Thursday, August 15, 2013

The Columbia Club, Indianapolis, IN

The Columbia Club, Indianapolis, IN. 1889
Photo from Indianapolis Illustrated
The Columbia Club building was located on Monument Circle in Indianapolis. Though not strictly a residential building, it has a residential styling that is unique. According to Historic Indianapolis it was erected in 1889 and replaced in 1898, after only a few years. It's not surprising that this resembles a house; clubs like the Union League in Philadelphia often emulated residential design, perhaps because so many of them were headquartered in former mansions. Although the building may have been built in 1889, its styling looks more like a product of the late 1870s or early 1880s. This retardaire design might be a testament to the conservativism of the club members and their aesthetics. Even so, the design is grand and dripping with exuberance. The club did not follow a typical plan, although it resembles a side hall house. The first floor is set off from the second by rustication or deep grooves between stonework. In addition the first and fourth bays are differentiated by slight projections and pilasters, making it seem more palace like than might be expected and giving it a European flair. While the first floor is somewhat soberly designed with its arched windows, the second floor is a fabulously ornamented design with segmental arched windows with eared moldings that have cornices above them with carved ornament overflowing above and below to suggest brackets and pediment. Further carved classical panels of swirling acanthus leaves above and below the windows give the club an added Renaissance flair, as do the Corinthian pilasters, also with carved ornament. The cornice is Anglo-Italianate in design with typic rotated s-curve brackets. Although the Renaissance stylings and cornice do suggest Anglo-Italianate, the lack of sobriety in design makes it less of a rigid example of the style. There appears to be a side porch of two stories, with pilasters and arched windows. There is bunting crisscrossing the facade, no doubt for some signifigant event, probably political. Overall an impressive and unique clubhouse for the 19th century man.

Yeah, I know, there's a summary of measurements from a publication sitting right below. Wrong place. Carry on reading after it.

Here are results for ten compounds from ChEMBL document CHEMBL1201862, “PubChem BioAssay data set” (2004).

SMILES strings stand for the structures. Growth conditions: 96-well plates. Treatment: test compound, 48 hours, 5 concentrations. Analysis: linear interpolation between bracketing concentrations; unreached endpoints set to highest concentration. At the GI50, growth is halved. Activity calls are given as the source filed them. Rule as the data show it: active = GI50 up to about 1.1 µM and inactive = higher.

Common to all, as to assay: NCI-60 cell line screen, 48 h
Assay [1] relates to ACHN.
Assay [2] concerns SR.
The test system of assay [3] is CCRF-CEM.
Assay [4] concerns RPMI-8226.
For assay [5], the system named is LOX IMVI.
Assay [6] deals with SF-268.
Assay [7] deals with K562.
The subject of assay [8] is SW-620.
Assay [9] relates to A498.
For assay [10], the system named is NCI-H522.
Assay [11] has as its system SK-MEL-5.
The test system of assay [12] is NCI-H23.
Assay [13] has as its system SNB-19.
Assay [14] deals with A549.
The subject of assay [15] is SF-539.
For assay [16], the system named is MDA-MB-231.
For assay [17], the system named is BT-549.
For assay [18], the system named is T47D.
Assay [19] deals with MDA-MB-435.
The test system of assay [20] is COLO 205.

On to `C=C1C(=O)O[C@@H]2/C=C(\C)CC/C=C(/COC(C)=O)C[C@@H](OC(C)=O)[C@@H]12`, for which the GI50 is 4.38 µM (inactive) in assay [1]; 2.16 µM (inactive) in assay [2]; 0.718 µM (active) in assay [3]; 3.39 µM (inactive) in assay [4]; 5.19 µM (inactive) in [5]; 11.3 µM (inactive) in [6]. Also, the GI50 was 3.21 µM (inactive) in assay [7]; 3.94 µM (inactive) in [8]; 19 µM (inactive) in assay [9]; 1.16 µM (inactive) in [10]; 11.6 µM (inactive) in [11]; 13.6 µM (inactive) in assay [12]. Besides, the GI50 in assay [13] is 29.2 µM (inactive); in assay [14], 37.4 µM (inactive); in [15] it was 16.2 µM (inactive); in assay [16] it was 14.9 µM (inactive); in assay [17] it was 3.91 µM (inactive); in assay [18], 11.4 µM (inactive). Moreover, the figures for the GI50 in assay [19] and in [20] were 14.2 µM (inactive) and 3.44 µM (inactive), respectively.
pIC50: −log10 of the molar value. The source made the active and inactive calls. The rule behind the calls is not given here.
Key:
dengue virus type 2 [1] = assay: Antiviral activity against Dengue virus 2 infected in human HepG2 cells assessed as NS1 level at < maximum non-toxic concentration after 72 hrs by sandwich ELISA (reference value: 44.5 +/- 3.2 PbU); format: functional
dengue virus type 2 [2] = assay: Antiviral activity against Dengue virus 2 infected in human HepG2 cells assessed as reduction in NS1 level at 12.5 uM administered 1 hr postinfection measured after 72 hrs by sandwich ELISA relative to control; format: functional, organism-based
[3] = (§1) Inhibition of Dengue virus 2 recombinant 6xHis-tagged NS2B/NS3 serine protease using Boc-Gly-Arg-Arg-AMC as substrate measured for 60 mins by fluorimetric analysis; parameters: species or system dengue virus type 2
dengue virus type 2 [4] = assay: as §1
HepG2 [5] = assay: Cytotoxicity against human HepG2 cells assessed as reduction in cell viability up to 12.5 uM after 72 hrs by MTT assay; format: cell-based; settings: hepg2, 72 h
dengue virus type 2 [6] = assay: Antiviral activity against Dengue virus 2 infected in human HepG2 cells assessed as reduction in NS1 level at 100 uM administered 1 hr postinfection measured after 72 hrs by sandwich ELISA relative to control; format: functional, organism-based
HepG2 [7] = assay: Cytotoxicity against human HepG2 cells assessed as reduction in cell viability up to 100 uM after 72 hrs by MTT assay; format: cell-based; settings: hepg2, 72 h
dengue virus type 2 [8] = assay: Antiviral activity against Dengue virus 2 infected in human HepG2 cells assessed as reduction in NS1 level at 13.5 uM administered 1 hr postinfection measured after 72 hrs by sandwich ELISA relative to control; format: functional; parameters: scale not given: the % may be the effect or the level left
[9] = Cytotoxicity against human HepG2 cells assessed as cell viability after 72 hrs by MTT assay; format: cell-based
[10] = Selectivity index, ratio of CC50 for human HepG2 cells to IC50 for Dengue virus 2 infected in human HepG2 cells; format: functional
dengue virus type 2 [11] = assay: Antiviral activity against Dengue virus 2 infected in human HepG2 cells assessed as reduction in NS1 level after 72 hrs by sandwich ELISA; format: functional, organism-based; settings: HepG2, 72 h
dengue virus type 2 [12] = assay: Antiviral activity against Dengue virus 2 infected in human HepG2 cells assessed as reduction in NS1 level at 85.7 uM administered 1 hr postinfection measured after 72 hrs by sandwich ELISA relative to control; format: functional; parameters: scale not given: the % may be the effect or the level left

No comments:

Post a Comment